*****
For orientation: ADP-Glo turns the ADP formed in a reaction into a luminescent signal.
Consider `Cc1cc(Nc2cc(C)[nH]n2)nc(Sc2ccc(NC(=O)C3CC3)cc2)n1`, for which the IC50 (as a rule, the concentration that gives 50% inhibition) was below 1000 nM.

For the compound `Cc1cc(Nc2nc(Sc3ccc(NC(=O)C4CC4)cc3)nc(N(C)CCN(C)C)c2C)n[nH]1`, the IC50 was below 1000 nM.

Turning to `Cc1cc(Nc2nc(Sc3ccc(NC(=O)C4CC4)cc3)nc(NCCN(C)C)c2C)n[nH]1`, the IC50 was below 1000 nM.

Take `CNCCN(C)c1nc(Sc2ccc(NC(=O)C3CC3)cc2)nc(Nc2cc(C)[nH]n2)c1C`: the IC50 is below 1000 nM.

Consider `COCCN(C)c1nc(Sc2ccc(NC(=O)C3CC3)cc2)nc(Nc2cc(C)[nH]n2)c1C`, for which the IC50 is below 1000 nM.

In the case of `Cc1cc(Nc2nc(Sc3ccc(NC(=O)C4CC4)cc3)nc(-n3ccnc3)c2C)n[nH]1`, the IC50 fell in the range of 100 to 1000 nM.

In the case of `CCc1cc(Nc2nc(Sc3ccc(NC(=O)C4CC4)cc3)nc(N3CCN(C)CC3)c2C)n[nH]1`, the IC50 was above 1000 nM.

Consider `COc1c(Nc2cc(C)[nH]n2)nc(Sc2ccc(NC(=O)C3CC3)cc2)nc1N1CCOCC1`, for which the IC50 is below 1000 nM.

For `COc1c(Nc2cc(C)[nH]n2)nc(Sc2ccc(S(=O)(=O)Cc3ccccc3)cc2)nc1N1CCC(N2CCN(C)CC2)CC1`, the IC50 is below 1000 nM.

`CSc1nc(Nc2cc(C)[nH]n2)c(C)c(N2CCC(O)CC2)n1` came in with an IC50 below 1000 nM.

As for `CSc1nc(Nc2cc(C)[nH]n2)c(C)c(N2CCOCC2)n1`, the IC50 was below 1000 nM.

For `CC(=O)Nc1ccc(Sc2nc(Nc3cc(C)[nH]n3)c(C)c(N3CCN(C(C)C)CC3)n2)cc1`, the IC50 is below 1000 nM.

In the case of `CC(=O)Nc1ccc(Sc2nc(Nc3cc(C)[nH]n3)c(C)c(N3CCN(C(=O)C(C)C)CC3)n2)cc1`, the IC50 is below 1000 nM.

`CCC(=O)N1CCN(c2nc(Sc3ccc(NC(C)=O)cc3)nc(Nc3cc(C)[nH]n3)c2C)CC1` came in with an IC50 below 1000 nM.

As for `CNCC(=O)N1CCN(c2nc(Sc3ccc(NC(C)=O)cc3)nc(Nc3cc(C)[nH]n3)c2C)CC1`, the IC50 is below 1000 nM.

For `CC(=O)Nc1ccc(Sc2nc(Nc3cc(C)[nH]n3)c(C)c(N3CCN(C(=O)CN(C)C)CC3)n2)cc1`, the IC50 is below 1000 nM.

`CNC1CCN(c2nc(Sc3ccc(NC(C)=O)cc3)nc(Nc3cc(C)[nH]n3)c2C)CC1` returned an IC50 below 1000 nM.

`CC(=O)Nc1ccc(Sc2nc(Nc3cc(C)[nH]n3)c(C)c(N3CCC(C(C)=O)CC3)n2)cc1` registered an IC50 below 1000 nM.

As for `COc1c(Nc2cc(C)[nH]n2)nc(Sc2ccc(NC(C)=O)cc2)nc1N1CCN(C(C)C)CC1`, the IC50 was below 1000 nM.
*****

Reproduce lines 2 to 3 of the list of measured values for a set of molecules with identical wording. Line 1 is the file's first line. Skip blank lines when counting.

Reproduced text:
Consider `Cc1cc(Nc2cc(C)[nH]n2)nc(Sc2ccc(NC(=O)C3CC3)cc2)n1`, for which the IC50 (as a rule, the concentration that gives 50% inhibition) was below 1000 nM.

For the compound `Cc1cc(Nc2nc(Sc3ccc(NC(=O)C4CC4)cc3)nc(N(C)CCN(C)C)c2C)n[nH]1`, the IC50 was below 1000 nM.